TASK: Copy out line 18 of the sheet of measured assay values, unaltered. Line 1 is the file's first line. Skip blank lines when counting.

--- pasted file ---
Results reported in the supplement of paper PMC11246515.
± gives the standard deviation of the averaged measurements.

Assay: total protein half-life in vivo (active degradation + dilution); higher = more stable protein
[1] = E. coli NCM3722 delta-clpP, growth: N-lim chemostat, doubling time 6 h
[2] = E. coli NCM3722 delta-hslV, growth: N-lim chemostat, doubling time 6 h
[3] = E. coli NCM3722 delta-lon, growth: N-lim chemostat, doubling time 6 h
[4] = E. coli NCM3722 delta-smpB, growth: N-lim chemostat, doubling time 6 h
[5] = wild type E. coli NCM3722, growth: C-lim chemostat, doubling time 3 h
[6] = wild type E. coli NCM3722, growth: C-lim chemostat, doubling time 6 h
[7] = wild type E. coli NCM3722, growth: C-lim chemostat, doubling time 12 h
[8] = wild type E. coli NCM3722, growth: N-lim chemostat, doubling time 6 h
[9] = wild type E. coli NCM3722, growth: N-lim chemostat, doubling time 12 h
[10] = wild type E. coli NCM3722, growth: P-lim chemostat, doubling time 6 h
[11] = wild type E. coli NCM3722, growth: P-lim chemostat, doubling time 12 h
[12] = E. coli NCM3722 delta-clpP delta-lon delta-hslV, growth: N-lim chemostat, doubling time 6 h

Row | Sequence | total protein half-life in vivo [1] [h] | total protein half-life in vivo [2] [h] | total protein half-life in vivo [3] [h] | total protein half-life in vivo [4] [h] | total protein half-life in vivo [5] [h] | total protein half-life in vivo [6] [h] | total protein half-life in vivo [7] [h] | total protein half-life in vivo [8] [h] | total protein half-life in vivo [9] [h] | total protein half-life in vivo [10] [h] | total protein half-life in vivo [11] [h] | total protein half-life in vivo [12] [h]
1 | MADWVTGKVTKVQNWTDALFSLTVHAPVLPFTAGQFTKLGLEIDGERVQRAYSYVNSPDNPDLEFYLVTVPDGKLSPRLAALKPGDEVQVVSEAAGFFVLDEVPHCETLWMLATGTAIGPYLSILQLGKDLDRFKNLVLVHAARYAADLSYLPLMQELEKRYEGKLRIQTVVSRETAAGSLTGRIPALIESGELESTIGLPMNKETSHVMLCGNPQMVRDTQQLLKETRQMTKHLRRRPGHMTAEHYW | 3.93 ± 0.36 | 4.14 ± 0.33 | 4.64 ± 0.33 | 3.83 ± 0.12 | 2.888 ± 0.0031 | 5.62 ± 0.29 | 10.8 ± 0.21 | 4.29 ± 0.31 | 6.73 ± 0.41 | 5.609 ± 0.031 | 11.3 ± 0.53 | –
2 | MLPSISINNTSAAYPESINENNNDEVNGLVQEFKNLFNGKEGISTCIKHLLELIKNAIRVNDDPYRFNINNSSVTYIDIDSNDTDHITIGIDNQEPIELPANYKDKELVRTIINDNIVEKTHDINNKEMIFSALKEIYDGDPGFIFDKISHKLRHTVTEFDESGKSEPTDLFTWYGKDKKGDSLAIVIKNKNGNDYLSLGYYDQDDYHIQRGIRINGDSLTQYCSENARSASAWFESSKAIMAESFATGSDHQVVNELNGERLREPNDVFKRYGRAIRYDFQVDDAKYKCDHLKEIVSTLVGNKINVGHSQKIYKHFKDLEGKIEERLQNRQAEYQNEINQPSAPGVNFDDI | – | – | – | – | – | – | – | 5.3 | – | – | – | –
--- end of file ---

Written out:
2 | MLPSISINNTSAAYPESINENNNDEVNGLVQEFKNLFNGKEGISTCIKHLLELIKNAIRVNDDPYRFNINNSSVTYIDIDSNDTDHITIGIDNQEPIELPANYKDKELVRTIINDNIVEKTHDINNKEMIFSALKEIYDGDPGFIFDKISHKLRHTVTEFDESGKSEPTDLFTWYGKDKKGDSLAIVIKNKNGNDYLSLGYYDQDDYHIQRGIRINGDSLTQYCSENARSASAWFESSKAIMAESFATGSDHQVVNELNGERLREPNDVFKRYGRAIRYDFQVDDAKYKCDHLKEIVSTLVGNKINVGHSQKIYKHFKDLEGKIEERLQNRQAEYQNEINQPSAPGVNFDDI | – | – | – | – | – | – | – | 5.3 | – | – | – | –